As a kid, the first thing you thought of when going to a baseball game was “I hope I catch a foul ball”.
You would bring your glove and the joy of being like one of the big guys would rush through you as you in your seat waiting for that ball.
Unfortunately, what comes with fun can come with pain, as we all know not all foul balls are glorious pop-ups. They can laser beam hits right into the crowd travelling faster than an Aroldis Chapman fastball.
The crowds have fallen victim to the foul and with the game evolving so does the safety for fans.
Many pitchers can throw a fastball over 92+ mph, hell you prob wont make it to the majors if not pitching over 90+ mph.
Hitters have found ways to increase bat speed which relates to high ball exit velocity, Giancarlo Stanton and Aaron Judge both have average exit velocity of 110-115 mph with their highest being in the 120 mph range.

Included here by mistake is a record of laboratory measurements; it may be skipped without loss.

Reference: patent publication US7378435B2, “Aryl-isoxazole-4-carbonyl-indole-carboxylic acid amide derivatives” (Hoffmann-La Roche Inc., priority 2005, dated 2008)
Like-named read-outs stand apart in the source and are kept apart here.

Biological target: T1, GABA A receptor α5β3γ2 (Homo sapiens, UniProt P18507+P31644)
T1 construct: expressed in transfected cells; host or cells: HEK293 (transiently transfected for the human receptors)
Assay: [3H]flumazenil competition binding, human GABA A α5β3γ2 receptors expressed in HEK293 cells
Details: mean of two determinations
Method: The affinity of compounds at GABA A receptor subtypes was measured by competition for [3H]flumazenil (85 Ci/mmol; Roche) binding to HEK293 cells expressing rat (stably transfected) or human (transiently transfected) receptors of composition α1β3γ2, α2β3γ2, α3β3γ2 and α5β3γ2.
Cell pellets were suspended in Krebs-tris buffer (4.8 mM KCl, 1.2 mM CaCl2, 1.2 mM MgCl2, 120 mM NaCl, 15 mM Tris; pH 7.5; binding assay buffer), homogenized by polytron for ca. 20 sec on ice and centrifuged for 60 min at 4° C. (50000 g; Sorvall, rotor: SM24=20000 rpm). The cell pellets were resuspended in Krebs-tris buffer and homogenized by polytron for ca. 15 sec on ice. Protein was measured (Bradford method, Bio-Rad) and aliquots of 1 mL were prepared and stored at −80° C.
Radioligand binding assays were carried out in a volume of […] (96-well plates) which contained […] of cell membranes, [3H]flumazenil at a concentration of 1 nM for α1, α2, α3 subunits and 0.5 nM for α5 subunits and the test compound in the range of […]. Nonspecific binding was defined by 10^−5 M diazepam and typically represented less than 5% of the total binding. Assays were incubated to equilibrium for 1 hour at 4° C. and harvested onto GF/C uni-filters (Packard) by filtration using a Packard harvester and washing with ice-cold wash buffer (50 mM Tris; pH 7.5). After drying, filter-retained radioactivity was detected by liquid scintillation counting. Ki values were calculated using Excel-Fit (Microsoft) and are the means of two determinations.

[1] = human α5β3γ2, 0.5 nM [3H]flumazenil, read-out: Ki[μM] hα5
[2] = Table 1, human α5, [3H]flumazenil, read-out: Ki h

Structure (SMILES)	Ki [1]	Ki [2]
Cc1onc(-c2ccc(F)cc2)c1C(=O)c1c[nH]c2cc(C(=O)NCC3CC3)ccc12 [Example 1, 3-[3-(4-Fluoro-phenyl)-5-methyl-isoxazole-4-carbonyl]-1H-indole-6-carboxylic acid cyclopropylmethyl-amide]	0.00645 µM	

That is fast, a piece of pie hitting you at 120 mph would probably hurt, imagine a baseball?!
I cant tell you how many times I have seen a person seriously injured at First Data Field(spring home for the Mets) where I formally worked and previous games I have attended.
Just last year we saw Todd Frazier break down in tears as a little girl was carted off after being struck by a foul ball he hit.
Many have called for the extension of a net, and the Yankees are answering.
Yankees have announced that the netting behind home plate will extend through to the foul poles as of the 2018 season.
Sure, a lot people say that it is ruining the game or traditional, but not dying helps you attend those games too.
Some say, well these “Millennials” need to pay attention and get off the phone, true to an extent, I mean I would pay money for a game to be on my phone, but a foul ball could hit you as you call the vendor for a delicious Nathan’s Famous.
In fact, most people don’t realize is that 10 other MLB teams have extended netting and not one complaint has come from the new addition.
The Yankees knew had they had the net, the little girl from last year would have never been injured and that influenced their decision, and I applaud them.